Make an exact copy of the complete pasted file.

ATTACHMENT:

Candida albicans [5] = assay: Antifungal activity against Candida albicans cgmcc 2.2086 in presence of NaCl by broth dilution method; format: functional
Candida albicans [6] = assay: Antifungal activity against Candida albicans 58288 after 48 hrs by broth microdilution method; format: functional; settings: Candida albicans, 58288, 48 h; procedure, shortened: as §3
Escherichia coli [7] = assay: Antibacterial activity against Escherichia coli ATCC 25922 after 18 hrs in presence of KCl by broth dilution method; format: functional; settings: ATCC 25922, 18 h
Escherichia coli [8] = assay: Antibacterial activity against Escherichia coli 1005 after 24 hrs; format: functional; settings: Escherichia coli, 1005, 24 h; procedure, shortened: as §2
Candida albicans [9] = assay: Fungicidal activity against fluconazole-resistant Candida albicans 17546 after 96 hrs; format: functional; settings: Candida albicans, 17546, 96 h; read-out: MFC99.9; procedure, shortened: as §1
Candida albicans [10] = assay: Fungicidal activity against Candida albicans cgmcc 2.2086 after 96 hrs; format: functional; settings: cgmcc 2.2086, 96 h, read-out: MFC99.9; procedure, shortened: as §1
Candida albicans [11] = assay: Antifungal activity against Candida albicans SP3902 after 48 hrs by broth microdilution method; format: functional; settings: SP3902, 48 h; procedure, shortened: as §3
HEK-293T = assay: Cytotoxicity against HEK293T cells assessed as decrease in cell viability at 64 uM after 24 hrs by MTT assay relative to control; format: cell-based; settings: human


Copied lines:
Candida albicans [5] = assay: Antifungal activity against Candida albicans cgmcc 2.2086 in presence of NaCl by broth dilution method; format: functional
Candida albicans [6] = assay: Antifungal activity against Candida albicans 58288 after 48 hrs by broth microdilution method; format: functional; settings: Candida albicans, 58288, 48 h; procedure, shortened: as §3
Escherichia coli [7] = assay: Antibacterial activity against Escherichia coli ATCC 25922 after 18 hrs in presence of KCl by broth dilution method; format: functional; settings: ATCC 25922, 18 h
Escherichia coli [8] = assay: Antibacterial activity against Escherichia coli 1005 after 24 hrs; format: functional; settings: Escherichia coli, 1005, 24 h; procedure, shortened: as §2
Candida albicans [9] = assay: Fungicidal activity against fluconazole-resistant Candida albicans 17546 after 96 hrs; format: functional; settings: Candida albicans, 17546, 96 h; read-out: MFC99.9; procedure, shortened: as §1
Candida albicans [10] = assay: Fungicidal activity against Candida albicans cgmcc 2.2086 after 96 hrs; format: functional; settings: cgmcc 2.2086, 96 h, read-out: MFC99.9; procedure, shortened: as §1
Candida albicans [11] = assay: Antifungal activity against Candida albicans SP3902 after 48 hrs by broth microdilution method; format: functional; settings: SP3902, 48 h; procedure, shortened: as §3
HEK-293T = assay: Cytotoxicity against HEK293T cells assessed as decrease in cell viability at 64 uM after 24 hrs by MTT assay relative to control; format: cell-based; settings: human